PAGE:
In therapy, she began with small exposure exercises, such as attending low-pressure social gatherings and refraining from excessive planning. As she faced her fears, she discovered that many of her anxieties were based on unfounded fears.
The turning point came when she attended a social event she definitely would have previously avoided. To her surprise, she not only managed the event – she had a brilliant time.
With consistent therapy, she realized that she was stronger, more capable, and more resilient than she thought.
Life is tough, but so are you.
"I Am Grounded"
Grounding techniques work by interrupting distressing thought patterns and creating a sudden change of focus. By hijacking an escalating stress response, you help calm down your body and mind.
You can use them if you’re feeling anxious, dissociated, or overwhelmed.
They often involve using your five senses – sight, touch, hearing, smell and taste.
A common grounding exercise involving all the senses is the 5-4-3-2-1 Technique:
- Identify five things you can see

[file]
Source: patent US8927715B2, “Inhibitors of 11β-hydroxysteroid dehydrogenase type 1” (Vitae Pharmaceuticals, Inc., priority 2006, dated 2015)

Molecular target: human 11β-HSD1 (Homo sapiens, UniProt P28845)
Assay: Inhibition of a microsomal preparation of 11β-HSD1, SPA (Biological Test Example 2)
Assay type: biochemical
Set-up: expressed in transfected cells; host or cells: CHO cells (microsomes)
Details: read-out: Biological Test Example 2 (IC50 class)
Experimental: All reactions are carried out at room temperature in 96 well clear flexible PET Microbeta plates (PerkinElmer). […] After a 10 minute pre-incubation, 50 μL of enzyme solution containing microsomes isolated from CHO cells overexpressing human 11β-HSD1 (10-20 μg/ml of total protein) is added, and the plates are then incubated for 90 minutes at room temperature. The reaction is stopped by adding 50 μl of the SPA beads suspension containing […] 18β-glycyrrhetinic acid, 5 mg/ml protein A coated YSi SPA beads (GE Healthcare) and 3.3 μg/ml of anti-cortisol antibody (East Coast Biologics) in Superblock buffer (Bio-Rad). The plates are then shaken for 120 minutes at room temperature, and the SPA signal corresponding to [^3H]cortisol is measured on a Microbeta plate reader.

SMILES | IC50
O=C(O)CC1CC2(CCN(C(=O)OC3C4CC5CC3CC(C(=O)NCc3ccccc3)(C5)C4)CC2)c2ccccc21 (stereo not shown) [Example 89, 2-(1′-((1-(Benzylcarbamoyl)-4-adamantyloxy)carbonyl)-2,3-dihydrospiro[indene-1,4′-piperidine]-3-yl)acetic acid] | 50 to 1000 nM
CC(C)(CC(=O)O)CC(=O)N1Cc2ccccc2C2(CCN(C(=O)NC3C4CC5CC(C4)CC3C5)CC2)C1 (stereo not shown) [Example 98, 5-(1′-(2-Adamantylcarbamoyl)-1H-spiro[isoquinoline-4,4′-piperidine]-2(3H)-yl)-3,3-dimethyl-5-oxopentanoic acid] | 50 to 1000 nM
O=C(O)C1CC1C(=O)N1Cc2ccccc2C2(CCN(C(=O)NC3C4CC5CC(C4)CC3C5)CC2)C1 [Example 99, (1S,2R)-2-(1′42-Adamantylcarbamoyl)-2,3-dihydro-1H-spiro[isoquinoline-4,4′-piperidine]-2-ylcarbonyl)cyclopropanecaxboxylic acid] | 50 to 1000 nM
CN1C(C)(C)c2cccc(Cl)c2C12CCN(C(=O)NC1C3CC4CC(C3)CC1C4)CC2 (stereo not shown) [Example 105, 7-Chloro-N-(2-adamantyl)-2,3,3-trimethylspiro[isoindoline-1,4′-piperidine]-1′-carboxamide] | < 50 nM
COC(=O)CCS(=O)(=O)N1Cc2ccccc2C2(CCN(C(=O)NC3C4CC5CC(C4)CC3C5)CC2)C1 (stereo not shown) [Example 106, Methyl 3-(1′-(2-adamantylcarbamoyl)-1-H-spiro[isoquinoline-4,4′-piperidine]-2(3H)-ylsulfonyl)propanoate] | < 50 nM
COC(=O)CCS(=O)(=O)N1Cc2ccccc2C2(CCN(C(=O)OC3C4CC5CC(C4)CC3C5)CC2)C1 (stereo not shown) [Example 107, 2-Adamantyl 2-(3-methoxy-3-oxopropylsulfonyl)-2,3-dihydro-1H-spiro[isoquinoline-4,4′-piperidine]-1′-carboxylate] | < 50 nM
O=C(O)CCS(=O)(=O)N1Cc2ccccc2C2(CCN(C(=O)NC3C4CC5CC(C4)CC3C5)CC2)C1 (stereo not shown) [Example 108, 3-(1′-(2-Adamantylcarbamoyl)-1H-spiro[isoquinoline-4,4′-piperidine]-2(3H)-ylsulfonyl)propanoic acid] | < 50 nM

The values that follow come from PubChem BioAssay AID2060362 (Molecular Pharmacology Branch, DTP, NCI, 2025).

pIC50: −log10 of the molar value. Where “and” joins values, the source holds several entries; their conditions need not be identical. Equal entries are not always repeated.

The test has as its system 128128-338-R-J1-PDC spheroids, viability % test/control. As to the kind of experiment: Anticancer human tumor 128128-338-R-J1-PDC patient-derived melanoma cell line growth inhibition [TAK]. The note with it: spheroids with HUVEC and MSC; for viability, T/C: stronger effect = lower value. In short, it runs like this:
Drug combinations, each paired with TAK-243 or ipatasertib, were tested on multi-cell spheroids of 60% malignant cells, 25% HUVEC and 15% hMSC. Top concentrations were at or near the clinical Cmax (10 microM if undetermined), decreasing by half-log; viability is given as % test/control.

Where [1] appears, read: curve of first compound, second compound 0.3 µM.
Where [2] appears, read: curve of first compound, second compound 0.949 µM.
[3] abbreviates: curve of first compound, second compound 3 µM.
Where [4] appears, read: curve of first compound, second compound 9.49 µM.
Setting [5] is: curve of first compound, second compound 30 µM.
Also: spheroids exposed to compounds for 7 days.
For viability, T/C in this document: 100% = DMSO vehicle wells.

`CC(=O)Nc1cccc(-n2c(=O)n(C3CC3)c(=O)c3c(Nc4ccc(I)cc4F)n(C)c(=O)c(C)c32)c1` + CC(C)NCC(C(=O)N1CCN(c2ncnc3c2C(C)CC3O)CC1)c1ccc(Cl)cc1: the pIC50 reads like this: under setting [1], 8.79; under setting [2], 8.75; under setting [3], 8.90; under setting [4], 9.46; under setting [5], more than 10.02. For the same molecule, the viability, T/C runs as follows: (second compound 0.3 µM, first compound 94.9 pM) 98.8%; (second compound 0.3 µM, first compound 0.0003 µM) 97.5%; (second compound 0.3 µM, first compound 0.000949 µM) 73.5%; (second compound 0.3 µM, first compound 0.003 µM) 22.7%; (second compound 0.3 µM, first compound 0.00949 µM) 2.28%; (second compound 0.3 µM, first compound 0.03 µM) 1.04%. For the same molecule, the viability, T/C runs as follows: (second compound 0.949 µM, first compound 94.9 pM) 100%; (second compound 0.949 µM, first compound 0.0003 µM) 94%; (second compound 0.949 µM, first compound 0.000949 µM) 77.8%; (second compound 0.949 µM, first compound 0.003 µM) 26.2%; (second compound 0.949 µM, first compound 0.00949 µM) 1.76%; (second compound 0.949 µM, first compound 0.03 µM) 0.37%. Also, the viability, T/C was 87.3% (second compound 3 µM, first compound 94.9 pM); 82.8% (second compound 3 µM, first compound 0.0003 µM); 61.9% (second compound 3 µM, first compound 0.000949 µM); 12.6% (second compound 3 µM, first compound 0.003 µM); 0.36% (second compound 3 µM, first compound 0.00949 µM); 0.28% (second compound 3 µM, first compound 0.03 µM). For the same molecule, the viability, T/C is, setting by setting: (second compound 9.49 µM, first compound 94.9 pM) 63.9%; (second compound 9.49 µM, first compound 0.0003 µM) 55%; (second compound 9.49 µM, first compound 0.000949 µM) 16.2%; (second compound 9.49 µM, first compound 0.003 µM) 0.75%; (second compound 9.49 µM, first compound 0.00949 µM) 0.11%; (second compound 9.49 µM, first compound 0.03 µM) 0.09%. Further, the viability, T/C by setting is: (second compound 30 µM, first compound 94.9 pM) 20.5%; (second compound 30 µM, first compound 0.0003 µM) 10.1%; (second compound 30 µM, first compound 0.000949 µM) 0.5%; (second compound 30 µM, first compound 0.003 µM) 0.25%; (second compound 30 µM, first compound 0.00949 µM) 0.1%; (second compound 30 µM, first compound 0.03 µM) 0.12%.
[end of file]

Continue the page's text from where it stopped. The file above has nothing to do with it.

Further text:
- Identify four things you can touch
- Identify three things you can hear
- Identify two things you can smell
- Identify one thing you can taste
Your sense of smell is powerful and can be hugely effective when used as a grounding technique. It’s easy to keep a small bottle of an essential oil in your bag to be used when you’re feeling distressed.
There are several oils which have been proven to have a calming effect. The olfactory system goes directly to the brain, so the effects are rapid. Oils such as lavender or chamomile can be particularly calming.
More Positive Affirmations for Anxiety
- I am strong, capable and resilient
- I accept the things I cannot change
- My thoughts are like passing clouds; I can let them come and go